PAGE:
Rich Galen
Recommend this article

  • When this Dubai ports thing started I said that the likely outcome would be that DP World (the Dubai-based company at the center of this cyclone) would open a US subsidiary which would have complete control and autonomy over the terminals in question and would only be connected to Dubai via a checking account into which the profits would be put.

  • I still think that will happen even though the general feeling is that DP World will sell the US operation (which is only one portion of the assets it bought from the British firm which had been running these terminals).

  • Yesterday the company issued a press release in which it said (according to an AP piece by Dave Espo and Andrew Taylor):

      “DP World will transfer fully the U.S. operations … to a United States entity.”

  • Let us assume that the folks in Dubai didn’t sit around drafting this language during morning coffee, waiting for the latest price of oil futures on the New York Mercantile Exchange.

  • Let us assume, rather, that hundreds of thousands (perhaps millions) of dollars worth of lawyers, lobbyists, former Senators and their former staffers, PR types, and the head guys from Dubai thought very, very carefully about this language.

  • Do you see the word “sell” in there?

  • Why use the term “transfer” instead of “sell,” unless the drafters were being paid by the letter?

  • And two whom will they “sell” these assets? If there were an American firm interested in operating these terminals why didn’t they join Dubai and Singapore in the bidding contest which had been going on since late September 2005?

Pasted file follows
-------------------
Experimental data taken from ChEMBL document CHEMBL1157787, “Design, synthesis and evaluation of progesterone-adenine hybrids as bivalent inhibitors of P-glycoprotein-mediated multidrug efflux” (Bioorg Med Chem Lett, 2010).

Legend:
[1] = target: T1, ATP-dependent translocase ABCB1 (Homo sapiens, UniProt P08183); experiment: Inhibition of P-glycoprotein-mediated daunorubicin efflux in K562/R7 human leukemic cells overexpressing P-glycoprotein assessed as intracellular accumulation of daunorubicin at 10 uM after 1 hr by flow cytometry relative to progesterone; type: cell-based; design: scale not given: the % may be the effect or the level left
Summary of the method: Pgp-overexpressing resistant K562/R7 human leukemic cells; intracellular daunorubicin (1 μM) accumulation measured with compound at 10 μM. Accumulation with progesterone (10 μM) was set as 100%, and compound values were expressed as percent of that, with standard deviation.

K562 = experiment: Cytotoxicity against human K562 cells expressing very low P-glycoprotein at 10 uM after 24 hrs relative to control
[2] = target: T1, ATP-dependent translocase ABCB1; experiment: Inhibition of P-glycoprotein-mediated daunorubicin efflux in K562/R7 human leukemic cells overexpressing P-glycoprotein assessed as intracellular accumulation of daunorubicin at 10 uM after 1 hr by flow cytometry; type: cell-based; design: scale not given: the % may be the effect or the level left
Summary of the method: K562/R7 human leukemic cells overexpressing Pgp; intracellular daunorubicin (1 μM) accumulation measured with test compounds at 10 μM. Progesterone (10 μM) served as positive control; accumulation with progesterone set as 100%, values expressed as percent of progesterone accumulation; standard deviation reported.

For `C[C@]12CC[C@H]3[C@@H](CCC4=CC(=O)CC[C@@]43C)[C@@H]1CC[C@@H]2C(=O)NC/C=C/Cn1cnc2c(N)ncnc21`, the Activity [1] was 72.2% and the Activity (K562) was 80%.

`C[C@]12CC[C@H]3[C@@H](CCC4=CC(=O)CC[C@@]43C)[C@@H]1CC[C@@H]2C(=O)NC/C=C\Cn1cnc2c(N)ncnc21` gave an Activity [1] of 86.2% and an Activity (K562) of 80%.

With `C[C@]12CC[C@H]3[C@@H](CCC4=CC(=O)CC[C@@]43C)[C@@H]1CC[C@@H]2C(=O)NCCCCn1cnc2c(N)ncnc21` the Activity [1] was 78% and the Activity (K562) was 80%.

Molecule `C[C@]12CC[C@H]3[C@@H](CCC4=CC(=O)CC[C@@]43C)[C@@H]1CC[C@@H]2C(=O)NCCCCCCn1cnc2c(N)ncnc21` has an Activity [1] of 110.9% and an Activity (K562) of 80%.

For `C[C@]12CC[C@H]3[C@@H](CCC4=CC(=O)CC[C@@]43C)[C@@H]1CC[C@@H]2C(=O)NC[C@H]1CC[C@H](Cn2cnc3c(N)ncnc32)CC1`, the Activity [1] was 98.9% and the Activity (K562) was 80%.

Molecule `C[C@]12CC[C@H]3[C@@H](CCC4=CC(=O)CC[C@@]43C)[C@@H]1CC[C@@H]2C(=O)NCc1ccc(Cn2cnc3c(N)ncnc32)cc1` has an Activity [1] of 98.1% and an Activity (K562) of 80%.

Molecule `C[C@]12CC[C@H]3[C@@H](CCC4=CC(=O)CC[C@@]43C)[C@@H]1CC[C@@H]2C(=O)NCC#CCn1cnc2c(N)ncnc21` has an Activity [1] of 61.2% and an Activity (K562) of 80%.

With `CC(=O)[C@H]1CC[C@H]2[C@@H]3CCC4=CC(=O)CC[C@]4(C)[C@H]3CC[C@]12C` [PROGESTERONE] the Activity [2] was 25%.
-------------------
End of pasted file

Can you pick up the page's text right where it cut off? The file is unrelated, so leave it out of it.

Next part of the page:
• The Emir of Dubai did President Bush a huge favor by agreeing not to operate these terminals.

  • An overwhelming vote in the House and Senate to stop the deal, followed by a Presidential veto, followed by an almost certain veto override would have provided great political theater for the next month or so, but would have done lasting damage to relations at opposite ends of Pennsylvania Avenue.

  • Republicans in the House and Senate running for re-election win because they now have an excellent counter-argument when their Democratic challengers accuse them (as they most certainly will) of being Bush clones: “I have two words for my opponent: Dubai Ports.”

  • Assuming Dubai finds a US buyer, they will have flipped the asset, generating more than a few extra Dirhams (the unit of UAE currency) in the process, so they will be happy.

  • The only losers in this whole thing are our friends the Democrats who are now left to sift through the wreckage of their glee to see if even a minor political point remains to be scored.

  • There is a larger question which is yet to be settled: Have Americans now decided that it is acceptable to exhibit bigotry against all Arabs from any country?

  • In World War II we seemed to be able to distinguish between Asians of Japanese ancestry and those who were Chinese, or Thai, or Filipino. Nor did we have a problem understanding that some Europeans were Danish and others – who looked very much like them – were German.

  • If we are to officially hate Arabs, do we only hate Islamic Arabs or should we also hate Arabs who are Christians?

  • If it is Islam, then are we to also hate Muslims in Africa? Or in Indonesia? How about Muslims who are American citizens? And, if so, should we hate White and Black Muslim Americans equally, or do African-American Muslims get a bye based upon how their forebears were treated?

  • We may have found a political port in this Dubai storm, but if, for the price of it, we have agreed that state-sponsored racism is acceptable public policy, then we will be sailing into a great deal of troubled water in the years ahead.

  • On a the Secret Decoder Ring page today: A link to the AP’s coverage of the Dubai deal, an uncaptioned Mullfoto, and a Catchy Caption of the Day.

  • Recommend this article

    Rich Galen

    Rich Galen has been a press secretary to Dan Quayle and Newt Gingrich. Rich Galen currently works as a journalist and writes at Mullings.com.